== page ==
Of love and honour killings

Despite court rulings against honour killings, politics and the law refuse to frame it as a socially sanctioned crime.

March 17, 2016 12:45 am | Updated December 04, 2021 11:02 pm IST

On March 13, 22-year-old >V. Shankar and his 19-year-old wife Kausalya were attacked by a five-member gang in broad daylight in Udumalpet, in Tamil Nadu’s Tirupur district . Dozens of bystanders remained spectators as Sankar was hacked to death, and a battered Kausalya too left in a pool of blood. The young woman survived the attack.

Rarely has Tamil Nadu witnessed a murder of such audacity, one recorded on CCTV. Shankar, a Dalit, and Kausalya, who hails from the OBC Thevar community, married eight months ago in defiance of her family’s objections. And the attack was confirmed as an “honour” killing a day later when her father surrendered. In a television interview, Kausalya said she and her husband had been receiving threats from her family even after marriage. The matter was taken to the police but her account suggests that nothing much was done to ensure their safety.

This lax response clearly goes against the Supreme Court ruling in Lata Singh v. State of U.P. (2006) ordering “stern action” against all those threatening or carrying out threats against couples. “There is nothing honourable in such killings, and in fact they are nothing but barbaric and shameful acts of murder committed by brutal, feudal-minded persons who deserve harsh punishment,” the judgment said. In fact, the apex court, in Bhagwan Dass v. Delhi in May 2011, deemed honour killings in the “rarest of rare” category of crimes that deserve the death penalty. Soon after, the Central government proposed that Section 300 of the Indian Penal Code be amended to include ‘honour killings’ within the definition of murder. But rejecting this proposal, the Law Commission drafted the Prohibition of Unlawful Assembly (Interference with the Freedom of Matrimonial Alliances) Bill, 2011 that sought to declare khap panchayats (katta panchayats in Tamil Nadu) unlawful. Tamil Nadu was not among the 22 States and Union Territories which supported the recommendation to bring a bill to prevent ‘honour killings’.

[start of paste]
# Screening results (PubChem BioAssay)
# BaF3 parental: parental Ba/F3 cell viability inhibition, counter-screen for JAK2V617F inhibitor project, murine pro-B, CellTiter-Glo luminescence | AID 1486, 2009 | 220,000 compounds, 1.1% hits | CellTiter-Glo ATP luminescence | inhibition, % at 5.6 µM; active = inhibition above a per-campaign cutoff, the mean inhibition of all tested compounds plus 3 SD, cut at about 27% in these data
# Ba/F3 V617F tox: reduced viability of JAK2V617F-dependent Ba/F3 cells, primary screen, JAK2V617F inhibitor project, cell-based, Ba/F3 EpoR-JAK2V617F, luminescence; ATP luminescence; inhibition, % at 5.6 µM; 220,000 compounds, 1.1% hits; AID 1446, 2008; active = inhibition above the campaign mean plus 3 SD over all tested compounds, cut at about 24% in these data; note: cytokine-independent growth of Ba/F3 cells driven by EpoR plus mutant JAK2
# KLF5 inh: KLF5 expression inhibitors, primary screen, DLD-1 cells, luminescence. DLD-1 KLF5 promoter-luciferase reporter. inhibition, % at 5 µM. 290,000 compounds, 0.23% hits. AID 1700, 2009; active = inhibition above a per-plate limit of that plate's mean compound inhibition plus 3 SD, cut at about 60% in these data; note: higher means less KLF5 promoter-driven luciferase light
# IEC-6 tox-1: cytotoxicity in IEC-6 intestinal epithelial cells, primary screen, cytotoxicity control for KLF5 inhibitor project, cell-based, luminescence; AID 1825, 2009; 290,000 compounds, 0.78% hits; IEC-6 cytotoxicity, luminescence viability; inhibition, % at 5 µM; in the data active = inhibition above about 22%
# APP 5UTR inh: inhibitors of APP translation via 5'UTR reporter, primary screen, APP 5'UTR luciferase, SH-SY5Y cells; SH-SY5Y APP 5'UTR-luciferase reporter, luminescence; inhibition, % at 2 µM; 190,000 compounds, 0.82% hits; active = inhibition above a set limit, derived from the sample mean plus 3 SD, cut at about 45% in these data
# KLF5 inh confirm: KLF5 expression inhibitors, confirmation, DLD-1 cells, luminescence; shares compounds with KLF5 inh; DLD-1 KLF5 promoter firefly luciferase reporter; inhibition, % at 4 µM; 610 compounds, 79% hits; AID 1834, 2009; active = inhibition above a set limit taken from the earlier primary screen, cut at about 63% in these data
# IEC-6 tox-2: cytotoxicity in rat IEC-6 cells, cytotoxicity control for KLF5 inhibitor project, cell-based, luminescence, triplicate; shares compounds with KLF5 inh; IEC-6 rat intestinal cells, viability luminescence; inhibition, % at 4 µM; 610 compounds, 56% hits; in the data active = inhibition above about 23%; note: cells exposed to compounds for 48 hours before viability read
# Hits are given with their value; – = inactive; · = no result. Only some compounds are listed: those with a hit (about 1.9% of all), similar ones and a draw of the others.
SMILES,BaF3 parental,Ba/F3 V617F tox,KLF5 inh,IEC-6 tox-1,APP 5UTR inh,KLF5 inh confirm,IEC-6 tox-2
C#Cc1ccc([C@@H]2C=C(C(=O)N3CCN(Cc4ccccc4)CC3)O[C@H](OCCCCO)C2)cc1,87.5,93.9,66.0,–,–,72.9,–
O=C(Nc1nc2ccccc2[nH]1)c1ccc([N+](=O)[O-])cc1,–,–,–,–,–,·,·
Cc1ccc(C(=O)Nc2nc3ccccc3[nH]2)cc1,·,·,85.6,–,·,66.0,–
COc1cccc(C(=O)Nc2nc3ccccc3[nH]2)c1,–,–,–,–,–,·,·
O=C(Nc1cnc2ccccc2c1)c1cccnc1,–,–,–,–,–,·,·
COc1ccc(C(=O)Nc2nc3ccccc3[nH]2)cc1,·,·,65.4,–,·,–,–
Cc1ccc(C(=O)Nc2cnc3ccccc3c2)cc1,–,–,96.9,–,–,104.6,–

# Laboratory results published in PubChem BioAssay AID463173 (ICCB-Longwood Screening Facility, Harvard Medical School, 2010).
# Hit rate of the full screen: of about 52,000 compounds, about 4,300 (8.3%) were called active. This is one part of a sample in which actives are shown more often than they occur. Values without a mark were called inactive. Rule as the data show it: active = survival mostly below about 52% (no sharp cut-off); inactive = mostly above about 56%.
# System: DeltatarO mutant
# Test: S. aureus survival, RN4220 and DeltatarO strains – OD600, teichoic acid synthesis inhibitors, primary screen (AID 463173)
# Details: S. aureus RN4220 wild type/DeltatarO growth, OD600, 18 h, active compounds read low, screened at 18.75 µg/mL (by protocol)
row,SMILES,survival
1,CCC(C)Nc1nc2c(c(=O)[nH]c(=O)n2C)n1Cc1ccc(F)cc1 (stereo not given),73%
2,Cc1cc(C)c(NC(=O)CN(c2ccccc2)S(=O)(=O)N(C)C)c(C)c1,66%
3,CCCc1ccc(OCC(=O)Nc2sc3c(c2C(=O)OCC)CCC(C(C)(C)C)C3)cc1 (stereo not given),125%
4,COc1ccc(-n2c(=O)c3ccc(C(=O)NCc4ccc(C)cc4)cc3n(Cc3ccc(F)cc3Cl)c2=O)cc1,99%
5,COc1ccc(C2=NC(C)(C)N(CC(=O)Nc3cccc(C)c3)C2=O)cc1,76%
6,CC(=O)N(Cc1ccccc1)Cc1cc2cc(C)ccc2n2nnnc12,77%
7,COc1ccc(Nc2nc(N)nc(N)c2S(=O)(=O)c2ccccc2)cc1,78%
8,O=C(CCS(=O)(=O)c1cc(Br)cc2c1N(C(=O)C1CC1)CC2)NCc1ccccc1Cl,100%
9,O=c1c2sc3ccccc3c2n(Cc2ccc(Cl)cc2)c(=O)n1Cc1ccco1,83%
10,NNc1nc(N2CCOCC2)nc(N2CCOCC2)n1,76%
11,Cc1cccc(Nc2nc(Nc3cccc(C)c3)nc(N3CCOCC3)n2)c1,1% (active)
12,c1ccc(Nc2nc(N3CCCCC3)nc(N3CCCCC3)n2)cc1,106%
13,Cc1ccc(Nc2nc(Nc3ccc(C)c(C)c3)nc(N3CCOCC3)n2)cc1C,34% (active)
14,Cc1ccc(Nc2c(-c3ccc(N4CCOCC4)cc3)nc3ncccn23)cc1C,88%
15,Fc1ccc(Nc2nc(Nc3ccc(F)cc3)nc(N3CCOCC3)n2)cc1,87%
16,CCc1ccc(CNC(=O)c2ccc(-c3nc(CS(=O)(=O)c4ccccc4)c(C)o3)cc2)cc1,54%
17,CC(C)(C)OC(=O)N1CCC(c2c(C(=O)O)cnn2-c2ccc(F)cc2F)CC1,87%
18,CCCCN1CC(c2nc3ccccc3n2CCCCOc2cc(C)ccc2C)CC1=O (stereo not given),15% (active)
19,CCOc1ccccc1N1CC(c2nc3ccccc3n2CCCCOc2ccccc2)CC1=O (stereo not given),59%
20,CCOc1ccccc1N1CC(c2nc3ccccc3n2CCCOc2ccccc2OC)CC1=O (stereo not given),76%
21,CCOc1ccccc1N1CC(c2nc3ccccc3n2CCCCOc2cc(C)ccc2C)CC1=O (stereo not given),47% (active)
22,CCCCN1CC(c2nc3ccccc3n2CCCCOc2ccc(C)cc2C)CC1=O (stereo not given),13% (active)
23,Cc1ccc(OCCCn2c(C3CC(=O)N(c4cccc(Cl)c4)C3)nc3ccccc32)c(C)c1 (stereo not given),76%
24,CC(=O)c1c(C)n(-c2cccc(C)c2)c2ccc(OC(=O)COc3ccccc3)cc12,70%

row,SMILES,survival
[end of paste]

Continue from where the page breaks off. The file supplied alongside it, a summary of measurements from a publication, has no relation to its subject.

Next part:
The >Udumalpet incident is only one in a series of ‘honour killings’ the State has witnessed in recent years, and it is mostly Dalits who have been at the receiving end of the violence. In 2003, 25-year-old S. Murugesan, a Dalit, and 22-year-old D. Kannagi, a Vanniyar, were harassed and force-fed poison by the girl’s relatives while people watched them die. In June last year, the headless body of 21-year-old Gokulraj was found near a railway track in Nammakal district. The prime suspect in the case, Yuvaraj, who runs an organisation named after the OBC Kongu Vellalar icon Dheeran Chinnamalai, absconded. For the next three months, the daring Yuvaraj would continue to release WhatsApp audio clips and even give television interviews from “undisclosed” locations. The investigating officer R. Vishnupriya, a Dalit, committed suicide, after which allegations of harassment from superiors surfaced. And Yuvaraj got a hero’s welcome by his supporters when he surfaced later to surrender to the police.

The Dharmapuri escalation

There has been >a spike in attacks on Dalits since the December 2012 Dharmapuri riots . According to National Crime Records Bureau data, the number of Dalits murdered in 2014 rose to 73 from 28 the previous year. It is also important to note that the Chairman of the National Scheduled Castes Commission, P.L. Punia, claimed that hardly 10 per cent of crimes against Scheduled Castes end in conviction.

An orchestrated backlash to the love affair between a young Dalit man, Ilavarasan, and an OBC Vanniyar woman, Divya, the >Dharmapuri incident was used as a propaganda tool by the Pattali Makkal Katchi (PMK) for a good two years when it tried to put together a larger non-Dalit, OBC alliance against inter-caste marriages. This movement emboldened hitherto nondescript fringe casteist groups to openly indulge in hate mongering, which took the form of open and divisive campaigns even on college campuses. The party deemed many such marriages “love dramas” in which Dalit youth sporting “jeans pants” and “sunglasses” lured unsuspecting upper caste women only to swindle their wealth and dump them later. The movement objectified women by overemphasising the concepts of chastity, purity and pollution; glorified endogamy; and stigmatised inter-caste marriages in a State that pioneered a special law for such civil unions.